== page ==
Lower Transport Costs from Longer and Heavier Truck/Load Allowances

At present, a laden heavy vehicle that does not have a special permit must not weigh more than 44 tonnes nor exceed 20 metres in length. Under proposed new rules the maximum weights of laden vehicles with special permits will be increased on suitable highways and district roads linking forests, mills, processing plants, ports, railheads and customers.

In early 2007, the NZFOA prepared a report for the forest industry which identified major benefits from allowing longer and heavier trucks on selected parts of the national roading network. Subsequent work and lobbying has lead to the government recently announcing proposed changes to the Land Transport Rule that will bring New Zealand into line with other countries, and mean lower log and forest products transport costs, fewer trucks on the road and a big reduction in fuel use and greenhouse gas emissions.

Most of the 2,000 trucks in New Zealand's log and forest product transport fleet are modern vehicles with engines, brakes, steering and suspension systems designed for much heavier maximum loads. Up until now, this increased capacity has been wasted. The new rules will allow specific vehicles, on designated routes to take longer and heavier loads and more fully utilise their design capacity.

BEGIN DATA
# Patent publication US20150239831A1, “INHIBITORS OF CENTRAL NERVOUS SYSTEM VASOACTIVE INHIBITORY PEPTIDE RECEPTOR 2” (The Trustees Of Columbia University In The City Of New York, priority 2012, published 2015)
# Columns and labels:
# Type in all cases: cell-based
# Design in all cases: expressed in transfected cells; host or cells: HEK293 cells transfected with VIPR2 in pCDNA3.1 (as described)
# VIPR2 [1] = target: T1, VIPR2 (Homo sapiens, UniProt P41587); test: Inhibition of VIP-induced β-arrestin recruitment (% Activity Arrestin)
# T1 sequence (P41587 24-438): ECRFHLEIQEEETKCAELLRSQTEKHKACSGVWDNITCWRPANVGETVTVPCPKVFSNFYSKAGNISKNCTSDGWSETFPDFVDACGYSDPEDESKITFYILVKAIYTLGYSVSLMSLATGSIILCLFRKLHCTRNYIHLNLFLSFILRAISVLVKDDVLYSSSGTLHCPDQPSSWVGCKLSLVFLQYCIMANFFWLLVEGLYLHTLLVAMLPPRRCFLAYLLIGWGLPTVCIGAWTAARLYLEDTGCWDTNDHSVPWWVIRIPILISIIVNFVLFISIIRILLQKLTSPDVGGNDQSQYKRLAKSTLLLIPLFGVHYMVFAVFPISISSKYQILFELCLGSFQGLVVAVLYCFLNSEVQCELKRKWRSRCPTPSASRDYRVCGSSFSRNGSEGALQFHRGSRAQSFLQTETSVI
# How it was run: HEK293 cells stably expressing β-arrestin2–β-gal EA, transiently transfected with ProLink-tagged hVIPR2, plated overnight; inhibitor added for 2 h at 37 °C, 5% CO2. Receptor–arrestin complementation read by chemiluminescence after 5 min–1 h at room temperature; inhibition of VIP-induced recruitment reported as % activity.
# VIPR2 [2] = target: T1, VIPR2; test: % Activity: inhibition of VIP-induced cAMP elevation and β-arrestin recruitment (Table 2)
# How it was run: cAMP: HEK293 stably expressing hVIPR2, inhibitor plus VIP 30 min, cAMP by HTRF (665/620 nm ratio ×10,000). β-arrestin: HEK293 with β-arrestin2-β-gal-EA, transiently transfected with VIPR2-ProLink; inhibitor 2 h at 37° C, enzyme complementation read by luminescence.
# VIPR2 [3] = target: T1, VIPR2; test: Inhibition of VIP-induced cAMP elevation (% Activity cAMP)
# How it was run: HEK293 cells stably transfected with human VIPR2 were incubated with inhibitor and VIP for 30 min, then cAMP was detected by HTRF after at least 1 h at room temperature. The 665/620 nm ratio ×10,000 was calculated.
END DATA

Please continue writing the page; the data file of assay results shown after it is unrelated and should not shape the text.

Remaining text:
If these increases were applied to 40% of the forest products carried, it is estimated there would be a 20% increase in productivity (and therefore 20% fewer trucks on the road) and a 9% increase in fuel efficiency. That would mean 8,000 fewer forestry truck movements through Rotorua each year and 6,000 fewer through Nelson.

In terms of reducing costs, the changes are expected to yield savings of between $2 to $4/tonne. Based on a $30 stumpage, that represents a saving of 7 to 13%. These savings will assist the forestry sector in New Zealand to make some gains in competitiveness with Australia. A 2008 Road Transport Forum study revealed that New Zealand freight rates were 25% and 29% higher than Tasmania's and Victoria's (respectively) after excluding taxes and charges.

Safety is not compromised by this sort of innovation. In the past eight years, there has been a 70% reduction (per million km) in log truck rollover crashes, largely due a prior initiative to allow longer and lower loads on qualifying 22 m truck and trailer units from 2004. These units have a much lower centre of gravity than conventional trucks. Changes in truck configuration as a result of the new rule changes aren't expected to compromise safety in any way, as centres of gravity are kept low and rig's braking and steering systems are designed for much heavier weights.

The 24m rig at the bottom shows how 4 extra metres of load could be used to dramatically lower the centre of gravity of the trailer, thereby greatly increasing vehicle stability and safety.